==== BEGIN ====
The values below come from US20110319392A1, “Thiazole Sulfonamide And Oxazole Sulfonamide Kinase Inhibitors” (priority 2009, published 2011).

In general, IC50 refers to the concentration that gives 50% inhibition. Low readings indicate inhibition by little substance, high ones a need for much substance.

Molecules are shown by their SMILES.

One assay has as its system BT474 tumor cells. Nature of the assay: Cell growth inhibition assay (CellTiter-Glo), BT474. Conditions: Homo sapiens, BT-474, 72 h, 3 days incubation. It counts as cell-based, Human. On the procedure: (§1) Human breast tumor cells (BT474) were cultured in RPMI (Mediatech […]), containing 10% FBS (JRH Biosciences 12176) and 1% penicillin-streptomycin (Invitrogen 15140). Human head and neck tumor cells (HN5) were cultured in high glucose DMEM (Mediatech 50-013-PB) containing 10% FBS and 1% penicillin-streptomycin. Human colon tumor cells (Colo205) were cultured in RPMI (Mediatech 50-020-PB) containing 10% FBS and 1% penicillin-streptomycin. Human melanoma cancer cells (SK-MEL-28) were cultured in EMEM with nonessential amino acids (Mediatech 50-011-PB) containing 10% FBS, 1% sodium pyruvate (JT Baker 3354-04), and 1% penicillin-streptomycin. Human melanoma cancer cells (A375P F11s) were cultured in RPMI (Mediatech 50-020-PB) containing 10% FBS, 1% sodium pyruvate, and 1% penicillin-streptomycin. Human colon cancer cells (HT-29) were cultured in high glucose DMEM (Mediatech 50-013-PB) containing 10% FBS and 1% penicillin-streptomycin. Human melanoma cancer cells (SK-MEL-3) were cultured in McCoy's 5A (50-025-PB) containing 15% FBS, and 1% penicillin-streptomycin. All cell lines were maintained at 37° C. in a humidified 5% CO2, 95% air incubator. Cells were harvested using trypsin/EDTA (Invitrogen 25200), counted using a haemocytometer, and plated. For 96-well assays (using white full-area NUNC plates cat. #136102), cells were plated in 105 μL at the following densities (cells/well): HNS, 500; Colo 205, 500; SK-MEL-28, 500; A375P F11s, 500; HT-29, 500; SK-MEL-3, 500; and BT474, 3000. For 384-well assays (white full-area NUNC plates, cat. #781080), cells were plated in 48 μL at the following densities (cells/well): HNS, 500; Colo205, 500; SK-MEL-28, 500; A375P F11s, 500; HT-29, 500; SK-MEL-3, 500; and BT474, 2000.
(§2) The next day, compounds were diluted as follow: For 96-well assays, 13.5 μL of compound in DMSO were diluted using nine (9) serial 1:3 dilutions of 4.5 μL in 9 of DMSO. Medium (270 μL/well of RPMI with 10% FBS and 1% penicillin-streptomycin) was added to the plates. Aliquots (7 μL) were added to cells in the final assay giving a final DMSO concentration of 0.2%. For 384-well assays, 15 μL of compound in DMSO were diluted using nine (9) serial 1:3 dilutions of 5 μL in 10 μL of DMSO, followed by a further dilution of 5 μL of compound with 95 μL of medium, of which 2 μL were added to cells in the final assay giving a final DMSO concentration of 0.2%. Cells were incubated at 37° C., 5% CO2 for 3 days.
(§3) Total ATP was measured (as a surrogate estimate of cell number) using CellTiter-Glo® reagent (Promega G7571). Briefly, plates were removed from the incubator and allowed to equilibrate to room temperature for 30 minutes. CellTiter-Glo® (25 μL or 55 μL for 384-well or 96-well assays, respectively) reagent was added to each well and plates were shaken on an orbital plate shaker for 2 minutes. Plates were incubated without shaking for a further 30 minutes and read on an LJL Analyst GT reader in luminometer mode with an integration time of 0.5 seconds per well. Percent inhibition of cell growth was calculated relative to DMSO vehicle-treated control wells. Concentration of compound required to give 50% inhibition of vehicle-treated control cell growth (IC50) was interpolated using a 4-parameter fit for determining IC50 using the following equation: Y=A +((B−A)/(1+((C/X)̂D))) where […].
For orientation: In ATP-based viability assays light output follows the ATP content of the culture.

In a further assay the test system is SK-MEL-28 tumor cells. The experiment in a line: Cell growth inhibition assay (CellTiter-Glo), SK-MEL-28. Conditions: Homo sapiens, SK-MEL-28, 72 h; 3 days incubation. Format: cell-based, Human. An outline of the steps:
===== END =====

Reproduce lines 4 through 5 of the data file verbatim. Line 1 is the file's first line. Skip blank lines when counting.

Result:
One assay has as its system BT474 tumor cells. Nature of the assay: Cell growth inhibition assay (CellTiter-Glo), BT474. Conditions: Homo sapiens, BT-474, 72 h, 3 days incubation. It counts as cell-based, Human. On the procedure: (§1) Human breast tumor cells (BT474) were cultured in RPMI (Mediatech […]), containing 10% FBS (JRH Biosciences 12176) and 1% penicillin-streptomycin (Invitrogen 15140). Human head and neck tumor cells (HN5) were cultured in high glucose DMEM (Mediatech 50-013-PB) containing 10% FBS and 1% penicillin-streptomycin. Human colon tumor cells (Colo205) were cultured in RPMI (Mediatech 50-020-PB) containing 10% FBS and 1% penicillin-streptomycin. Human melanoma cancer cells (SK-MEL-28) were cultured in EMEM with nonessential amino acids (Mediatech 50-011-PB) containing 10% FBS, 1% sodium pyruvate (JT Baker 3354-04), and 1% penicillin-streptomycin. Human melanoma cancer cells (A375P F11s) were cultured in RPMI (Mediatech 50-020-PB) containing 10% FBS, 1% sodium pyruvate, and 1% penicillin-streptomycin. Human colon cancer cells (HT-29) were cultured in high glucose DMEM (Mediatech 50-013-PB) containing 10% FBS and 1% penicillin-streptomycin. Human melanoma cancer cells (SK-MEL-3) were cultured in McCoy's 5A (50-025-PB) containing 15% FBS, and 1% penicillin-streptomycin. All cell lines were maintained at 37° C. in a humidified 5% CO2, 95% air incubator. Cells were harvested using trypsin/EDTA (Invitrogen 25200), counted using a haemocytometer, and plated. For 96-well assays (using white full-area NUNC plates cat. #136102), cells were plated in 105 μL at the following densities (cells/well): HNS, 500; Colo 205, 500; SK-MEL-28, 500; A375P F11s, 500; HT-29, 500; SK-MEL-3, 500; and BT474, 3000. For 384-well assays (white full-area NUNC plates, cat. #781080), cells were plated in 48 μL at the following densities (cells/well): HNS, 500; Colo205, 500; SK-MEL-28, 500; A375P F11s, 500; HT-29, 500; SK-MEL-3, 500; and BT474, 2000.
(§2) The next day, compounds were diluted as follow: For 96-well assays, 13.5 μL of compound in DMSO were diluted using nine (9) serial 1:3 dilutions of 4.5 μL in 9 of DMSO. Medium (270 μL/well of RPMI with 10% FBS and 1% penicillin-streptomycin) was added to the plates. Aliquots (7 μL) were added to cells in the final assay giving a final DMSO concentration of 0.2%. For 384-well assays, 15 μL of compound in DMSO were diluted using nine (9) serial 1:3 dilutions of 5 μL in 10 μL of DMSO, followed by a further dilution of 5 μL of compound with 95 μL of medium, of which 2 μL were added to cells in the final assay giving a final DMSO concentration of 0.2%. Cells were incubated at 37° C., 5% CO2 for 3 days.